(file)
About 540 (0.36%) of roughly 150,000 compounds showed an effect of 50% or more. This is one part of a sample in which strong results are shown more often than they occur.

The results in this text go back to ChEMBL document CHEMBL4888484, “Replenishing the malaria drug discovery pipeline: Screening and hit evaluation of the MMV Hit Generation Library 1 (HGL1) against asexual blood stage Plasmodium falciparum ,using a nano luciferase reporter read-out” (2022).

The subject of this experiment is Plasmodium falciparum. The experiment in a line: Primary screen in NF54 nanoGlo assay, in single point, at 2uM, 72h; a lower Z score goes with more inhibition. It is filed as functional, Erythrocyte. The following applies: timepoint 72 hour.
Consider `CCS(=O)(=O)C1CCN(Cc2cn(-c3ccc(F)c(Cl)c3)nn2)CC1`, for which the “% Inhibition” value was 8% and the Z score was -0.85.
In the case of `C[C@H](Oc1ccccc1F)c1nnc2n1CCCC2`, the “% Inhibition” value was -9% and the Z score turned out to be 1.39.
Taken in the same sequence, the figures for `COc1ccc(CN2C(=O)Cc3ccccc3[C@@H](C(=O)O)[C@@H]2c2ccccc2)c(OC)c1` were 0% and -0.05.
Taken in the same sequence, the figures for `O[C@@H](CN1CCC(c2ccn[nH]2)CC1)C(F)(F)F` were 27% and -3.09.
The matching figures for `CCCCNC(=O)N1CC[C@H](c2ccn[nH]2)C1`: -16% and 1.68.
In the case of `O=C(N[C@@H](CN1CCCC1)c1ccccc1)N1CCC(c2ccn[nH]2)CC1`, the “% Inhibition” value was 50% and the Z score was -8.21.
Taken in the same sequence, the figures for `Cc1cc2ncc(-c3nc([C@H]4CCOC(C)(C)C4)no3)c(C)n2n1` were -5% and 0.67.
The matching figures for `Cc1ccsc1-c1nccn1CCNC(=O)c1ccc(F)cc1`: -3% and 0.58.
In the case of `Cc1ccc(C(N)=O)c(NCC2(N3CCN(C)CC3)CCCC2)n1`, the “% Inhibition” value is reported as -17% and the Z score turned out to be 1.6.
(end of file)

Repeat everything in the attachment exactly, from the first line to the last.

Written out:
About 540 (0.36%) of roughly 150,000 compounds showed an effect of 50% or more. This is one part of a sample in which strong results are shown more often than they occur.

The results in this text go back to ChEMBL document CHEMBL4888484, “Replenishing the malaria drug discovery pipeline: Screening and hit evaluation of the MMV Hit Generation Library 1 (HGL1) against asexual blood stage Plasmodium falciparum ,using a nano luciferase reporter read-out” (2022).

The subject of this experiment is Plasmodium falciparum. The experiment in a line: Primary screen in NF54 nanoGlo assay, in single point, at 2uM, 72h; a lower Z score goes with more inhibition. It is filed as functional, Erythrocyte. The following applies: timepoint 72 hour.
Consider `CCS(=O)(=O)C1CCN(Cc2cn(-c3ccc(F)c(Cl)c3)nn2)CC1`, for which the “% Inhibition” value was 8% and the Z score was -0.85.
In the case of `C[C@H](Oc1ccccc1F)c1nnc2n1CCCC2`, the “% Inhibition” value was -9% and the Z score turned out to be 1.39.
Taken in the same sequence, the figures for `COc1ccc(CN2C(=O)Cc3ccccc3[C@@H](C(=O)O)[C@@H]2c2ccccc2)c(OC)c1` were 0% and -0.05.
Taken in the same sequence, the figures for `O[C@@H](CN1CCC(c2ccn[nH]2)CC1)C(F)(F)F` were 27% and -3.09.
The matching figures for `CCCCNC(=O)N1CC[C@H](c2ccn[nH]2)C1`: -16% and 1.68.
In the case of `O=C(N[C@@H](CN1CCCC1)c1ccccc1)N1CCC(c2ccn[nH]2)CC1`, the “% Inhibition” value was 50% and the Z score was -8.21.
Taken in the same sequence, the figures for `Cc1cc2ncc(-c3nc([C@H]4CCOC(C)(C)C4)no3)c(C)n2n1` were -5% and 0.67.
The matching figures for `Cc1ccsc1-c1nccn1CCNC(=O)c1ccc(F)cc1`: -3% and 0.58.
In the case of `Cc1ccc(C(N)=O)c(NCC2(N3CCN(C)CC3)CCCC2)n1`, the “% Inhibition” value is reported as -17% and the Z score turned out to be 1.6.